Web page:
PubMed

    Galea, Elena; Morrison, Will; Hudry, Eloise; Arbel-Ornath, Michal; Bacskai, Brian J; Gómez-Isla, Teresa; Stanley, H Eugene; Hyman, Bradley T

    2015-12-22

    Although the clustering of GFAP immunopositive astrocytes around amyloid-β plaques in Alzheimer's disease has led to the widespread assumption that plaques attract astrocytes, recent studies suggest that astrocytes stay put in injury. Here we reexamine astrocyte migration to plaques, using quantitative spatial analysis and computer modeling to investigate the topology of astrocytes in 3D images obtained by two-photon microscopy of living APP/PS1 mice and WT littermates. In WT mice, cortical astrocyte topology fits a model in which a liquid of hard spheres exclude each other in a confined space. Plaques do not disturb this arrangement except at very large plaque loads, but, locally, cause subtle outward shifts of the astrocytes located in three tiers around plaques. These data suggest that astrocytes respond to plaque-induced neuropil injury primarily by changing phenotype, and hence function, rather than location. PMID:26644572

  15. A proof-of-concept study for predicting the region of atherosclerotic plaque development based on plaque growth modeling in carotid arteries.

    PubMed

    Sakellarios, Antonis I; Bizopoulos, Paschalis; Stefanou, Kostas; Athanasiou, Lambros S; Papafaklis, Michail I; Bourantas, Christos V; Naka, Katerina K; Michalis, Lampros K; Fotiadis, Dimitrios I

    2015-08-01

    In this work, we present a computational model for plaque growth utilizing magnetic resonance data of a patient's carotid artery. More specifically, we model blood flow utilizing the Navier-Stokes equations, as well as LDL and HDL transport using the convection-diffusion equation in the arterial lumen. The accumulated LDL in the arterial wall is oxidized considering the protective effect of HDL. Macrophages recruitment and foam cells formation are the final step of the proposed multi-level modeling approach of the plaque growth. The simulated results of our model are compared with the follow-up MRI findings in 12 months regarding the change to the arterial wall thickness. WSS and LDL may indicate potential regions of plaque growth (R(2)=0.35), but the contribution of foam cells formation, macrophages and oxidized LDL increased the prediction significantly (R(2)=0.75). PMID:26737794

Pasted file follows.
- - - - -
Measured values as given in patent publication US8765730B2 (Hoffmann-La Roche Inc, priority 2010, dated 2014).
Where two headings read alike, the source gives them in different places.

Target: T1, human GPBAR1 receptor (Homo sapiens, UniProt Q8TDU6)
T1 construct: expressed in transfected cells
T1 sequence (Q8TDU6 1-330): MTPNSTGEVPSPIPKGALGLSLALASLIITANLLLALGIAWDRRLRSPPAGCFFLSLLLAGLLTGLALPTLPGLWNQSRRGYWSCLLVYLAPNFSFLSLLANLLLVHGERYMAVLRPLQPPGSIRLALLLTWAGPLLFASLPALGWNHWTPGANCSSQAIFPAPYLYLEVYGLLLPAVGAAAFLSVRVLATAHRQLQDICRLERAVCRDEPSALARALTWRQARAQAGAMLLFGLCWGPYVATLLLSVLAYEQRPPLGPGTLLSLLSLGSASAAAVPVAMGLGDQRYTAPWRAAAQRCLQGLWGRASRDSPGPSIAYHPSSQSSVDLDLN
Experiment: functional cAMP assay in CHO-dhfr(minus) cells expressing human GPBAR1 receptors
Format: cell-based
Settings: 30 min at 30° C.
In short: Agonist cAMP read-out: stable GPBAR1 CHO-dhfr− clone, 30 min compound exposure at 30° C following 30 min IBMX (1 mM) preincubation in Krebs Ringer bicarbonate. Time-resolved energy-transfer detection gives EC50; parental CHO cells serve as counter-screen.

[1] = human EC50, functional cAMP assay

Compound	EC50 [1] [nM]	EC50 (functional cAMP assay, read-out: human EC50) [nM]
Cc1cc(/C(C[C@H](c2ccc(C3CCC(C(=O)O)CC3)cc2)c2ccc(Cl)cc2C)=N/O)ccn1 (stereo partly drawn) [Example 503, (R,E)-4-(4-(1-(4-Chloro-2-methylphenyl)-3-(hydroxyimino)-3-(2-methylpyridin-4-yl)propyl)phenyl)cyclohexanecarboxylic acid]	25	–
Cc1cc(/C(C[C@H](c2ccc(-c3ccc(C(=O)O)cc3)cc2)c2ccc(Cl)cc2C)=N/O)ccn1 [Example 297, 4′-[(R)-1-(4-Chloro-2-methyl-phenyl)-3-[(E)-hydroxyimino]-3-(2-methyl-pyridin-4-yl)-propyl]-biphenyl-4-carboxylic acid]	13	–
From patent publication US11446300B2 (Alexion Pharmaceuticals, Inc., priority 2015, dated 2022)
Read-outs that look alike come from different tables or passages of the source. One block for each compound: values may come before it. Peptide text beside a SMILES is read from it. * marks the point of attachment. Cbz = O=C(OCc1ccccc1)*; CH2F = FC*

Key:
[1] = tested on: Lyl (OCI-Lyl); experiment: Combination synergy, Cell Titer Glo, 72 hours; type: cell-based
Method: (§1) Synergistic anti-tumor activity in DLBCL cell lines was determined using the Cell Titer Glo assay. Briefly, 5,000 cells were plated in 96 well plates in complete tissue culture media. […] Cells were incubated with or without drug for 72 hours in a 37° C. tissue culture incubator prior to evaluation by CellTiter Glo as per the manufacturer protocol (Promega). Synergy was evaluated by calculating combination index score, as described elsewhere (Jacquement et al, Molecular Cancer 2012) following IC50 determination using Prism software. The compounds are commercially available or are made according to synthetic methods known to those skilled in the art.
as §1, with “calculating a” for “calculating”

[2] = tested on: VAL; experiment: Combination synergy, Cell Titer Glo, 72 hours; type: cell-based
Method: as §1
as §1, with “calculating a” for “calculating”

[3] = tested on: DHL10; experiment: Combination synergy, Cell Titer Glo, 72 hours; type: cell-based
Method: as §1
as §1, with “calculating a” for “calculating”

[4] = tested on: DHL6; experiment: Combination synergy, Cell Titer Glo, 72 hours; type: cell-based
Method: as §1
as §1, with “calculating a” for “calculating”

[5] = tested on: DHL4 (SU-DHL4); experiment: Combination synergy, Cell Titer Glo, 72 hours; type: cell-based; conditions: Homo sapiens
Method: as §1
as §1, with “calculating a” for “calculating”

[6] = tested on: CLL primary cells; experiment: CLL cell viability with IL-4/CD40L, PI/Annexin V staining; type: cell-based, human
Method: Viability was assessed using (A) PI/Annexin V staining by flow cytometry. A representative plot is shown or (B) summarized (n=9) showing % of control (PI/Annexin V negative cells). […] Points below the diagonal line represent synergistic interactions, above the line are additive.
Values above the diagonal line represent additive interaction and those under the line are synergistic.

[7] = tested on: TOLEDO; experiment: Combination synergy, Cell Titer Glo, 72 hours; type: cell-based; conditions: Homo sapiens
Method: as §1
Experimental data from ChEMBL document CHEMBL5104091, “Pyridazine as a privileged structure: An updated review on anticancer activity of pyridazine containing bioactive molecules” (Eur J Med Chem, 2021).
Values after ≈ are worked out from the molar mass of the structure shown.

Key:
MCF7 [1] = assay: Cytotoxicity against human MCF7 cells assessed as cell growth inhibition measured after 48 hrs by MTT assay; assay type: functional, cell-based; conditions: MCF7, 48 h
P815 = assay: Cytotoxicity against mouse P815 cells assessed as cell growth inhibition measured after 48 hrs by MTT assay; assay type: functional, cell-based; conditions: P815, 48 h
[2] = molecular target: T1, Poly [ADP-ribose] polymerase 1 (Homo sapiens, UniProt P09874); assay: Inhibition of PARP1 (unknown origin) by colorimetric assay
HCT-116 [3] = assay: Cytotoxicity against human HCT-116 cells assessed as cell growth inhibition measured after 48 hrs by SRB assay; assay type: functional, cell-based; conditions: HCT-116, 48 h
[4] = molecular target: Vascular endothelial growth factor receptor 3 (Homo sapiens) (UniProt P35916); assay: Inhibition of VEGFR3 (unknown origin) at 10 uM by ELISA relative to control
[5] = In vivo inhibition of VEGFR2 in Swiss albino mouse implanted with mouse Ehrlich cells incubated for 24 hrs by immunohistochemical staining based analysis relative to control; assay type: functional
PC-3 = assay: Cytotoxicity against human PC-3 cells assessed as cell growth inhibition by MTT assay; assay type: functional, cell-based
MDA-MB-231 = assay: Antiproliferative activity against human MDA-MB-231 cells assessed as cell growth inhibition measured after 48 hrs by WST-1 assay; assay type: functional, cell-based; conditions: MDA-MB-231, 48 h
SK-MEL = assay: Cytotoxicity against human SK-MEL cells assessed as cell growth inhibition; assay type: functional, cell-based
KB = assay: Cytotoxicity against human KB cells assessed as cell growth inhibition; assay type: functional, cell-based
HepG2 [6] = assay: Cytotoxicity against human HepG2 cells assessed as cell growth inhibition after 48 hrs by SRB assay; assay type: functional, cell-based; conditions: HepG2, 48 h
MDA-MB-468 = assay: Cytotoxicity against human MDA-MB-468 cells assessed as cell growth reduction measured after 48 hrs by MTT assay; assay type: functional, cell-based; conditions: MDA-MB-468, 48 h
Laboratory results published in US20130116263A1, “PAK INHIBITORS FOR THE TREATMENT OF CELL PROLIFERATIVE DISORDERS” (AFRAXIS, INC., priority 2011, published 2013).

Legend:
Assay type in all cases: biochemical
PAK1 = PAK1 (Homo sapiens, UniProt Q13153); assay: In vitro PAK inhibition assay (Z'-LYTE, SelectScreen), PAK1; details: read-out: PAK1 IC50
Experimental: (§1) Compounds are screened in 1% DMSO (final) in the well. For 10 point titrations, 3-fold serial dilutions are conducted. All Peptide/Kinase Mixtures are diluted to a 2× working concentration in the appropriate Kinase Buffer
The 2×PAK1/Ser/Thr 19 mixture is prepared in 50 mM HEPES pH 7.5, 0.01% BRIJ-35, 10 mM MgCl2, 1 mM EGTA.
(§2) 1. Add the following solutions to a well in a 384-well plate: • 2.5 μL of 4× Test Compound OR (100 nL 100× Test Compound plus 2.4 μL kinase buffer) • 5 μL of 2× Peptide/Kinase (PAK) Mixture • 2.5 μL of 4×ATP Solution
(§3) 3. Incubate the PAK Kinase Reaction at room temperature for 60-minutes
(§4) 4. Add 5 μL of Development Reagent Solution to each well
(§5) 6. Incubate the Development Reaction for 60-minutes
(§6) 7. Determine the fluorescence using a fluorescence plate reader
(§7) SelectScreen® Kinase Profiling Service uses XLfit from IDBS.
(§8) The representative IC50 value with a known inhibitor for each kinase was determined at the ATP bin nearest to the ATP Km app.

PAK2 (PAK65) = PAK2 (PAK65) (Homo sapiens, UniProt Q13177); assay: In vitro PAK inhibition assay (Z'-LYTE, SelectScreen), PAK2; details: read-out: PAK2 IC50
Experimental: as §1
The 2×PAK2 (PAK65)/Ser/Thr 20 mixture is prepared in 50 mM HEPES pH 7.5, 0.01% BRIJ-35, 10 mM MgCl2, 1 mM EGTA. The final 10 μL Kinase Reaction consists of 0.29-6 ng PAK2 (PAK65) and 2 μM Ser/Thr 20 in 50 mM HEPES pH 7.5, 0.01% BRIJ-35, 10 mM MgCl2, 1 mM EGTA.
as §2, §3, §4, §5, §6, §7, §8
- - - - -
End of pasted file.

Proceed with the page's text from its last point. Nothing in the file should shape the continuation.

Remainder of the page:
16. Imaging Coronary Atherosclerosis and Vulnerable Plaques with Optical Coherence Tomography

    NASA Astrophysics Data System (ADS)

    Tearney, Guillermo J.; Jang, Ik-Kyung; Kashiwagi, Manubu; Bouma, Brett E.

    Intracoronary optical coherence tomography (OCT) is an invasive microscopic imaging technology that has been developed for the identification of vulnerable plaque. OCT acquires cross-sectional images of tissue reflectance and, since it may be implemented through an optical fiber probe, it is readily adaptable to coronary catheters for insertion into coronary arteries and circumferential imaging of arterial pathology. The first investigation of vascular optical coherence tomography ex vivo demonstrated the potential of this technique to identify arterial microstructure. Subsequent development of OCT technology enabled image acquisition at rates sufficient for intracoronary imaging in human patients. In this chapter, we review studies conducted with this technology at the Massachusetts General Hospital (MGH). Results from these studies show that a wide variety of microscopic features, including those associated with TCFAs, can be identified by OCT imaging both ex vivo and in living human patients. These findings suggest that this technology will play an important role in improving our understanding of coronary artery disease, guiding local therapy, and decreasing themortality of AMI.